IDF is an army obsessed with its image
IDF leaders are once again revealing a lack of sophistication, dismissiveness toward the enemy and obsession with image and spin, which so often have resulted in inquiries and humiliation.
The people who brought us Cast Lead, the Goldstone report and the flotilla raid are back with a new scandal: appointing a chief of staff. The leaders of the Israel Defense Forces once again reveal a lack of sophistication, dismissiveness toward the enemy and obsession with image and spin, which so often have resulted in inquiries and humiliation.
Hamas supporters in Turkey were able to pierce Israel's blockade on Gaza and lead the country into an international incident and internal committee of inquiry, and in the same way responsibility for the timing of the army chief's selection has been transferred from the defense minister to Yoav Segalovich, head of the police investigations unit.
I have no idea who wrote the document reportedly laying out a strategy for securing the post of IDF chief for GOC Southern Command Yoav Galant. Nor do I know whether the logo of publicist Eyal Arad's firm that appeared on it is real or fake, or who leaked the document to journalist Amnon Abramovich. Answers to those questions will be found by Segalovich and his team. But someone did write the document, someone well-versed in political and media campaigns and the personal relationships between figures at the top of the military and political echelons.
An amateur forger could not have been produced such a work, which offers tremendous intelligence value to enemies of Israel like Iran or Hezbollah. Eli Cohen and Ashraf Marwan, Mossad agents in Syria and Egypt respectively, put their lives in danger to bring Israel similar information on the internal squabbles and war plans its enemy armies. The Galant document gives Iran's Mahmoud Ahmadinejad and Hezbollah's Hassan Nasrallah insight into the IDF's power struggles, predictions on promotions and transfers within the top brass and estimates of the possible target date for a potential Israeli military operation in Iran or Lebanon.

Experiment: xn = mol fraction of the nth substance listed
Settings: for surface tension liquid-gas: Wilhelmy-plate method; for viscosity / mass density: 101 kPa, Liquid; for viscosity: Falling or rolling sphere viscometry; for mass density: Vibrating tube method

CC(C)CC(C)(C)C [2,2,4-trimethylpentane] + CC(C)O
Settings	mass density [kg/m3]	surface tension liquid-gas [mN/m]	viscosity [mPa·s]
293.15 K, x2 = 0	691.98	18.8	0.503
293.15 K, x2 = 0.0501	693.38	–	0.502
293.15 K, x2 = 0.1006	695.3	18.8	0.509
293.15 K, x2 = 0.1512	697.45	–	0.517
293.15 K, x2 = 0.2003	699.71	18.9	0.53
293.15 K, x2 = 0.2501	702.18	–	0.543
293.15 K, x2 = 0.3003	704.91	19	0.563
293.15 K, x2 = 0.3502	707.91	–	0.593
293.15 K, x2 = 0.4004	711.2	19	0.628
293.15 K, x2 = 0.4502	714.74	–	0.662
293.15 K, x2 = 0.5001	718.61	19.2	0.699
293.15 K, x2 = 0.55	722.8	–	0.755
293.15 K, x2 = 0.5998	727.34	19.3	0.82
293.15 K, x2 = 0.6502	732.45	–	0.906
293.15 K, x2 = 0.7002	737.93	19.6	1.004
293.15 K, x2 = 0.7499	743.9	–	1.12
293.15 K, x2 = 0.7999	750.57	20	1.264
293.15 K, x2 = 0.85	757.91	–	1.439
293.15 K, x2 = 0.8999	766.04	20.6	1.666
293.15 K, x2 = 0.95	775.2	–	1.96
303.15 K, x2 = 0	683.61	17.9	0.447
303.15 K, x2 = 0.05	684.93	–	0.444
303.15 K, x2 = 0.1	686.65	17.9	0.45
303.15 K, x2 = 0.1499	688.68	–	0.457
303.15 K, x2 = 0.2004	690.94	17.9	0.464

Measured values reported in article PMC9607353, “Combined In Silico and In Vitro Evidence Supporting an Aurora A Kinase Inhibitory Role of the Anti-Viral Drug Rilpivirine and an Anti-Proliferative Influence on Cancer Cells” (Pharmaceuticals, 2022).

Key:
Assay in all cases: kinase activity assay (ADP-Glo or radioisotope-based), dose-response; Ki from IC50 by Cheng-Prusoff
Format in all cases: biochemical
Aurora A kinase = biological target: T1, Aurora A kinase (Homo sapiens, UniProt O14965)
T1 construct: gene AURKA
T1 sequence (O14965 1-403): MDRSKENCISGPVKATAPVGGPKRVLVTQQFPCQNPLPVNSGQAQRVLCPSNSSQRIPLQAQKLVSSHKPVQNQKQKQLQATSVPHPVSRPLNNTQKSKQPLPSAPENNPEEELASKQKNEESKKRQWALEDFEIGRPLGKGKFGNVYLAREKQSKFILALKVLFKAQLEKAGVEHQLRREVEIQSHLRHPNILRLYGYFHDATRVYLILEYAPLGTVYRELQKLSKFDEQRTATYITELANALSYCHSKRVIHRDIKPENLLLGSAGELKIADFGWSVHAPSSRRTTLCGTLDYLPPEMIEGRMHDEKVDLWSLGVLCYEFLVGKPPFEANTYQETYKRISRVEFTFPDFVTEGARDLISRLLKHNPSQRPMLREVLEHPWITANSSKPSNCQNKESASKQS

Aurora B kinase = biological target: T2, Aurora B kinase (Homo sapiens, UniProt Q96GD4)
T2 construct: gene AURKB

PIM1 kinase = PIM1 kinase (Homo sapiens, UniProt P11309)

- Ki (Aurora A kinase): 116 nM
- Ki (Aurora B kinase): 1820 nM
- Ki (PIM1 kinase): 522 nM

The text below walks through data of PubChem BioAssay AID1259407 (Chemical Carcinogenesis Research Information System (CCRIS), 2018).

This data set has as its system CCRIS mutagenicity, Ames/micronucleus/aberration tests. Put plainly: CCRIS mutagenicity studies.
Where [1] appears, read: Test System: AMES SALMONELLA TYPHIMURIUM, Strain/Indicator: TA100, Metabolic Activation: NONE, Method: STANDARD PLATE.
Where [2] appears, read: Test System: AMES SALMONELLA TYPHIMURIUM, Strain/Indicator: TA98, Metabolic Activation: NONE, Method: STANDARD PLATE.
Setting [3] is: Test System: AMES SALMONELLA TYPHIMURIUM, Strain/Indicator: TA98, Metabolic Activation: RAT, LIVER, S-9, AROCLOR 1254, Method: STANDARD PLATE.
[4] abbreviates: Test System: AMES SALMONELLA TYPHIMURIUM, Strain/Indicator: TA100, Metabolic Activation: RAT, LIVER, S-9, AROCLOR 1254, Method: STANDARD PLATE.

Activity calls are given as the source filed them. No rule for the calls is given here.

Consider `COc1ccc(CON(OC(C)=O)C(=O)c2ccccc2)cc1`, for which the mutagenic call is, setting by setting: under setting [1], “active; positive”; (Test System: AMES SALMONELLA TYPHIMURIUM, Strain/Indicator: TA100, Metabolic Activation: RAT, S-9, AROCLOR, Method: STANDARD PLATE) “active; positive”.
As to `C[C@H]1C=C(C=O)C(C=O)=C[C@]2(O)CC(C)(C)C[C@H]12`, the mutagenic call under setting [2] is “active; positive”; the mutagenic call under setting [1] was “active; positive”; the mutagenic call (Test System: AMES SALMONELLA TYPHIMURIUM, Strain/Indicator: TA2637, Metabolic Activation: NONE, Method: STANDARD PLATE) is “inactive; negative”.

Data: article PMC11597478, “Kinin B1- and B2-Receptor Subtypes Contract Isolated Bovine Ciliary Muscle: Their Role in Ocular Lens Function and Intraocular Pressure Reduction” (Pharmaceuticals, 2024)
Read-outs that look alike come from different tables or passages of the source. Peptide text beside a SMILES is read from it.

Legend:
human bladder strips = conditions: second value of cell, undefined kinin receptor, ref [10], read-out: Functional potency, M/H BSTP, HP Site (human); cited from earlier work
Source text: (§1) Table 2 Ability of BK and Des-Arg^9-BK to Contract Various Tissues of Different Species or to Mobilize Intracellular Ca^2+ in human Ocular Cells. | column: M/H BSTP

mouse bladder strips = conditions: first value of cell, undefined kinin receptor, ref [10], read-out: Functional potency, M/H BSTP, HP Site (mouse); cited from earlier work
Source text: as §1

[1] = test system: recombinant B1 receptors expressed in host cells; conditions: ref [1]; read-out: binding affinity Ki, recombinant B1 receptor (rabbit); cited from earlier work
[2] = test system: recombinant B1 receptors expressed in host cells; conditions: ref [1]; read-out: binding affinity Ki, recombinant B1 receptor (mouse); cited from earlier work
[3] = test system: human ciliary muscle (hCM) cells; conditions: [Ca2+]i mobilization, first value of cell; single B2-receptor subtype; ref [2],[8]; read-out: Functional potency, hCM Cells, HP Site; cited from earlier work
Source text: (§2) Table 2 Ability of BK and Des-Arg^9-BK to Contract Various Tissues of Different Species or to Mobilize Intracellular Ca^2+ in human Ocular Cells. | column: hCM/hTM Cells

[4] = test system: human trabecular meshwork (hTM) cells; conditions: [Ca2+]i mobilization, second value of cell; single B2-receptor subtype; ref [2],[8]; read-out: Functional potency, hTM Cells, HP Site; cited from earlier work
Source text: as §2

Defense Minister Ehud Barak is not mentioned in the document. Perhaps he indeed stood behind it, or perhaps his opponents would like us to think so, casting Barak as a liar. The defense minister, however, has emerged as the hero of this story. The basic assumption of the document's drafter was that Barak had decided to appoint Galant chief of staff, and that the selection process was merely a show. The PR campaign was meant to rally public support to make it easier for Barak to get the appointment past Prime Minister Benjamin Netanyahu, who seems to doubt Galant's abilities.
The document presents the political alliance between Barak and Netanyahu as a pact between thieves, one based on threats and intimidation and not, as they have often told us, on their shared memories of their glory days in the Sayeret Matkal commando unit. It presents the prime minister as an anxious politico fearful for the coalition's integrity and worried about a future confrontation with Gabi Ashkenazi, the popular current chief of staff who upon leaving the army will likely jump head first into politics. Barak is often described as a master of intrigue, the kind of person willing to sacrifice Israel's diplomatic interests (freezing settlement growth, for one ) to advance his own candidates for key army positions.
According to the Galant document, Netanyahu is seeking to maintain "stability" within the army leadership until the summer of next year. It says that in exchange for his agreeing to make Galant chief of staff, the prime minister was offered a deferral of the selection process. There is more than a hint here that something big may happen at in the intervening period. A strike from Iran? Bold diplomatic moves in the territories? Both?
The document presents journalists as naifs willing to "buy" any prank or official statement released by consultants and PR men, whether praise for Galant or scorn for Ashkenazi and his deputy, Benny Gantz. The spin doctors call such reporters "trucks," as any kind of merchandise can be unloaded onto them. The document portrays senior officers as ruthless careerists with a flair for petty bribery and a host of promises in exchange for supporting the defense minister's man.
The Galant document was released close to the Turkel Committee's testimony stage, in which Netanyahu and Barak both described haphazard methods of reaching decisions, shirking responsibility and an addiction to image and press. That, apparently, is what the IDF issues. It's a shame the same seriousness of purpose, meticulousness and consideration of alternate scenario weren't shown in preparing to stop the Turkish flotilla as they were in the wrangling to appoint a chief of staff.